Found Footage Streamfest
October 30, 2022 by Ted Crawford
Hey everybody, I'm back again. It's been a shocking, inexcusable 5 years since my last blogpost and I know a couple of you were worried that I didn't survive the covid-19 pandemic. I'm happy to say I'm alive and well and things are more or less the same in my world except that I'm older, of course. I was in my mid-30s when I started this blog and now I'm nearing age 50. It's scary how the years start to get away from you as the sands of time sprinkle down through the proverbial hourglass. I'm still living here in the basement of mom's house (aka "the crawlspace"). Mom is enjoying her recent retirement and spends her time playing cards and planning Meetups for her Riverdale Appreciation Society group. I've recently gotten engaged to my on-and-off girlfriend of recent years, Sierra, who now lives upstairs with her son (Garrett) and Mom. Maybe I'll write more about that in my next post.
There have been some interesting changes in my TV watching habits over the last few years, so I thought it would be a good time to fire up the old TV blog again. If you have read my previous columns, you know I have always been an unapologetic fan of television and had no regrets about my perpetual couch-potato status. But around 2018 the unthinkable happened and that started to change.
I have always preferred traditional over-the-air network television over cable channels. After all, that was the home of such classics as Seinfeld, The X-files, ER, Supernatural, and Lost. But in recent years these networks that brought me so much escapist bliss in the past have settled into a formulaic complacency that consists of mostly old, worn out reality shows, crime dramas, and painfully stupid sitcoms. My faith in network TV finally can to an end after I suffered through the entirety NBC's The Good Place. In the first season, the show was full of promise and originality, but it started to go downhill after that. It wasn't as funny and the plot became more convoluted with each season. I watched in horror as it turned into one of NBC's typical slow-motion train wrecks which dragged on until the show's awful, head-scratching series finale which (spoiler alert) found our non-heroes convincing the residents of heaven to kill themselves because they weren't being productive enough. (Yes, according to the show's cheerful writers, it's possible to die again in the afterlife.) If that wasn't creepy enough, this episode aired one month before the start of the Covid pandemic, but I'll leave it to the readers to ponder the ramifications of that one.
What do you mean you didn't like our show?
Everybody else forkin' liked it!
I have a news flash for the Good Place writers if they ever happen to discover this blogpost: if you have made it through this earthly existence and somehow found yourself in heaven, you've earned to right be lazy for all of eternity. That's part of the deal. But I guess in today's world, heaven has gone the way of pensions and comfortable retirements for average people. It's starting to look like that only way to be lethargic anymore is to be reincarnated as a tree. Although, I'm proud to say I do a pretty good job of it myself in spite of today's prevailing hustle-culture attitudes and an apocalyptic crisis waiting around every corner.
Anyway, back to the topic. I liked, maybe even loved, The Good Place in its first season. Like My Name is Earl back in the day, it had a unique story, interesting characters, and a lot of potential. Then NBC stomped the life out it, probably by bringing in a bunch of extra writers and micro-managing executives, and by including every stupid idea that got spitballed in the writers' meetings instead of being faithful to the vision of the show's creator. It's really not a surprise that the Good Place production team dropped the ball so spectacularly. This is how NBC always does things. (And I still haven't forgiven them for their cancellation of Siberia, possibly the best show ever shown on their network, after only half a season. If you want to check that one out, it is available on Amazon and Tubi.)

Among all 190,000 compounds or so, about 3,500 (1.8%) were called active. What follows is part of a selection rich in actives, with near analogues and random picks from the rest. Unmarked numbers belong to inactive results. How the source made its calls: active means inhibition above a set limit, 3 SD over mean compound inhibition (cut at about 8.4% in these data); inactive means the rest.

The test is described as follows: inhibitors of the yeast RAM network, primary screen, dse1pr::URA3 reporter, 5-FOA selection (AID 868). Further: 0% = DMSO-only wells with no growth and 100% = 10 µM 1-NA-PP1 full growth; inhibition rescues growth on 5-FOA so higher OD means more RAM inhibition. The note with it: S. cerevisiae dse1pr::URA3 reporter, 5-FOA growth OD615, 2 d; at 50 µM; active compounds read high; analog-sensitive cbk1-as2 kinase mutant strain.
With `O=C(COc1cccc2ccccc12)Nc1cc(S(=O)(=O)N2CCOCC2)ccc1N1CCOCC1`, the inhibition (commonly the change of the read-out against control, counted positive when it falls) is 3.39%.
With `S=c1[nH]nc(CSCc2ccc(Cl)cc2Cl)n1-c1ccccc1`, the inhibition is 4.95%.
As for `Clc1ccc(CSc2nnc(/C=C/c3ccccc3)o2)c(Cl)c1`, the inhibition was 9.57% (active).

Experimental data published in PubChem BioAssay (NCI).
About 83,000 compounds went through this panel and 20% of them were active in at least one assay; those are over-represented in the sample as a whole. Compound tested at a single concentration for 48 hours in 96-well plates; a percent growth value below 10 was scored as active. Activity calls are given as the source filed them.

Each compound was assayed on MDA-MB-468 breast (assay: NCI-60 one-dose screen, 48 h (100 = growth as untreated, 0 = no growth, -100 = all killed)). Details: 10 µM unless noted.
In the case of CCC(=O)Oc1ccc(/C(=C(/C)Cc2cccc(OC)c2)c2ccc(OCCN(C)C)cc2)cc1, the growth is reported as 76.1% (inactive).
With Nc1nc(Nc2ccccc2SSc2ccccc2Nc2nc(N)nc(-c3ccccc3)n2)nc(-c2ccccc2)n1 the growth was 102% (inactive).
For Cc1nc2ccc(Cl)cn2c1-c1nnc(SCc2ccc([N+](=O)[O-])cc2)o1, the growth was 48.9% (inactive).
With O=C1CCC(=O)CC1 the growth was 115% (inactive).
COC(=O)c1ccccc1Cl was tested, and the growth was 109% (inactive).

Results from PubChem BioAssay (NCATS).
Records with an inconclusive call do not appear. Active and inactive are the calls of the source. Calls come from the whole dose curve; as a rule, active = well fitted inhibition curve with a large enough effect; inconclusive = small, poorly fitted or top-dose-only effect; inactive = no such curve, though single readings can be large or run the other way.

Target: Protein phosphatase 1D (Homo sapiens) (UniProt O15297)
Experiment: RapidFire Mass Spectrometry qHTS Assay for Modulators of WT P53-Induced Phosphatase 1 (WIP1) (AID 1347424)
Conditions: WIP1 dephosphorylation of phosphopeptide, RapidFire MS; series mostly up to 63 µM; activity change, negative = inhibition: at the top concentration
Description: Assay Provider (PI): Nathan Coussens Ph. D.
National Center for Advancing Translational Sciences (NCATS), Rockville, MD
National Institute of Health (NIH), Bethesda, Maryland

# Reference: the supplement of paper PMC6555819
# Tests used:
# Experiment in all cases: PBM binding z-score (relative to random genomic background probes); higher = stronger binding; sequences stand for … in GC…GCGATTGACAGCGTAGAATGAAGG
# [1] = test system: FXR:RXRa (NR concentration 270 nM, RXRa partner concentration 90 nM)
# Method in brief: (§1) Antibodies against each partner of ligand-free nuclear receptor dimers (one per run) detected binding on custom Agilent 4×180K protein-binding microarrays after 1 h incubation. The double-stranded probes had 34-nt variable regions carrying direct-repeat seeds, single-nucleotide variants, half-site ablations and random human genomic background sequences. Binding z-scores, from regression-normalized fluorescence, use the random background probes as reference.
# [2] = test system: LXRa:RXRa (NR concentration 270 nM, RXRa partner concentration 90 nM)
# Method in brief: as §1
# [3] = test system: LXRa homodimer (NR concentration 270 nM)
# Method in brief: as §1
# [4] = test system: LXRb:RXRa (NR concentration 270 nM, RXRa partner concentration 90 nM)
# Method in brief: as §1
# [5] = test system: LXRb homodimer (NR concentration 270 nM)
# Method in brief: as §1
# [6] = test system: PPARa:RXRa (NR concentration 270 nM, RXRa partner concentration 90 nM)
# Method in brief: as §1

In short, the ill fate of The Good Place accelerated the decline of my television religious fervor. As an act of protest, and defying everyone's expectations, I started to read more. Over the next couple of years I read Ulysses, War and Peace, Moby Dick, and Zen and the Art of Motorcycle Maintenance, just to name a few. Sierra seemed impressed when she saw me reading instead of watching television. I was on my way to becoming an intellectual and even considered starting a book blog. But then in February of 2020 we all remember what happened: the lockdowns that occurred on a major scale. My life was turned upside down along with everybody else's. Majik Market, the convenience store where I still work as assistant manager, was forced to close for a month and Rajnish and I were constantly worried about whether we would be able to stay in business. During this time I was unable to concentrate on reading any of my books and that's when I first waded into the phenomenon of streaming.
I had been a huge fan of the Paranormal Activity movie franchise to the point where I had watched the first six movies multiple times. Desperate for more, I started to look for Paranormal Activity fan groups on Facebook and discovered that movies like PA and The Blair Witch Project had inspired a larger phenomenon known as the found footage movie genre. I joined a fan group devoted to found footage movies and discovered there were hundreds of movies in the genre that I hadn't seen. This development, along with the lockdowns, pushed me over the edge into the streaming rabbit hole, an entirely new world of television that I had only heard secondhand whispers about up until that moment. In other words, I purchased a smart TV from my local Best Buy. It was small, but big enough for my purposes, which was to distract myself from the terrors of the Covid-19 situation and attain a nirvana-like state of slothfulness.
You probably think the next thing I did was sign up for Netflix, Hulu, and Disney+, right? In that case, you must not know me very well. I'm nothing if not the human embodiment of frugality, and devoted to FREE television in all it's forms. I admit, I joined YouTube Premium for $13 a month to escape the ads, which seemed like a good investment since I spend half my life watching YouTube. But that was the only streaming service I paid for at first. Thanks to Tubi, I was able to binge-watch most of the found footage movies I had been reading about in my Facebook group. There were also a few low budget / no budget movies of varying quality on YouTube. Most of the found footage movies I watched during that time were not masterpieces, but there were enough real gems scattered among them to make me a devoted fan of the genre.